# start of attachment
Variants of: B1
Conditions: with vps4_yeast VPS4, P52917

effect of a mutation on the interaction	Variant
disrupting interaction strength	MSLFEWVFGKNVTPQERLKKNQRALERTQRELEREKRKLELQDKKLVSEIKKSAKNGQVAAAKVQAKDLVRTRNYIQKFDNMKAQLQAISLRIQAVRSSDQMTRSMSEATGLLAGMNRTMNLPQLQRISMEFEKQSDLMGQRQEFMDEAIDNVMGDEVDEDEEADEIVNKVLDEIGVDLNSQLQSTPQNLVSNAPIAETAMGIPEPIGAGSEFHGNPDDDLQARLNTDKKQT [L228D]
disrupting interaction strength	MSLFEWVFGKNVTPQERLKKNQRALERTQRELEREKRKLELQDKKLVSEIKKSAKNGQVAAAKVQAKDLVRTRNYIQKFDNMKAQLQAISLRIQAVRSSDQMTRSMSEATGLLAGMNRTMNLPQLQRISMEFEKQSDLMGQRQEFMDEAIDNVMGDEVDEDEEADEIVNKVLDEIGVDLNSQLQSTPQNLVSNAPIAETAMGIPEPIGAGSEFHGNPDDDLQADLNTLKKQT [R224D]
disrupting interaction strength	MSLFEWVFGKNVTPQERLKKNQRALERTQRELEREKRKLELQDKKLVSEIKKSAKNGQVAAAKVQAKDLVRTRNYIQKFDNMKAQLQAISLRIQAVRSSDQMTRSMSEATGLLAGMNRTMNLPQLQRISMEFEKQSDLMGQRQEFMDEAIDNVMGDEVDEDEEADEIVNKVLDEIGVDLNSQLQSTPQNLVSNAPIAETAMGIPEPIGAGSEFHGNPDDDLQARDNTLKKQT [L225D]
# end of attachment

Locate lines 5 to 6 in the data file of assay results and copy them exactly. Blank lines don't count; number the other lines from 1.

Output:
disrupting interaction strength	MSLFEWVFGKNVTPQERLKKNQRALERTQRELEREKRKLELQDKKLVSEIKKSAKNGQVAAAKVQAKDLVRTRNYIQKFDNMKAQLQAISLRIQAVRSSDQMTRSMSEATGLLAGMNRTMNLPQLQRISMEFEKQSDLMGQRQEFMDEAIDNVMGDEVDEDEEADEIVNKVLDEIGVDLNSQLQSTPQNLVSNAPIAETAMGIPEPIGAGSEFHGNPDDDLQADLNTLKKQT [R224D]
disrupting interaction strength	MSLFEWVFGKNVTPQERLKKNQRALERTQRELEREKRKLELQDKKLVSEIKKSAKNGQVAAAKVQAKDLVRTRNYIQKFDNMKAQLQAISLRIQAVRSSDQMTRSMSEATGLLAGMNRTMNLPQLQRISMEFEKQSDLMGQRQEFMDEAIDNVMGDEVDEDEEADEIVNKVLDEIGVDLNSQLQSTPQNLVSNAPIAETAMGIPEPIGAGSEFHGNPDDDLQARDNTLKKQT [L225D]